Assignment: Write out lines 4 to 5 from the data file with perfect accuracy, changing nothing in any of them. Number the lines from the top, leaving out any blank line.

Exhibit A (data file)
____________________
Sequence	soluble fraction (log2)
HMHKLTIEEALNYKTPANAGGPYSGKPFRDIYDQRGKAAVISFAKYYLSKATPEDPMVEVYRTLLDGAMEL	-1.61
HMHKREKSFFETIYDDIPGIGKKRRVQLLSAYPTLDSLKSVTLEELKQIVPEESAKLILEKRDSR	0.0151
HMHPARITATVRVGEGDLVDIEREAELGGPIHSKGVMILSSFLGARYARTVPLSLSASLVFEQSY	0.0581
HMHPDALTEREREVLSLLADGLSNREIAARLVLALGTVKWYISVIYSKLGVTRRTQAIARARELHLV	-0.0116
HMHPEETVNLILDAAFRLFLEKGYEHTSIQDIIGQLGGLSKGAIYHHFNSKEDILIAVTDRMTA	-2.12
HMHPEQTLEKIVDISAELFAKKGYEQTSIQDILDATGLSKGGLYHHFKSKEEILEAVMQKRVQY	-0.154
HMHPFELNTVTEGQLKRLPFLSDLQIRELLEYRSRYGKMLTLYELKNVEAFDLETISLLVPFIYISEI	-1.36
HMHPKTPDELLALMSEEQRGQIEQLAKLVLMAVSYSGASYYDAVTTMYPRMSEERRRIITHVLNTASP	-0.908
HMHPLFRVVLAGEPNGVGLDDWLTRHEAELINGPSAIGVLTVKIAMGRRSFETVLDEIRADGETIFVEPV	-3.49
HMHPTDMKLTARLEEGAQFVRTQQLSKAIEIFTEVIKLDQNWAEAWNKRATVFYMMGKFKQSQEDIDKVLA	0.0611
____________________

HMHPARITATVRVGEGDLVDIEREAELGGPIHSKGVMILSSFLGARYARTVPLSLSASLVFEQSY	0.0581
HMHPDALTEREREVLSLLADGLSNREIAARLVLALGTVKWYISVIYSKLGVTRRTQAIARARELHLV	-0.0116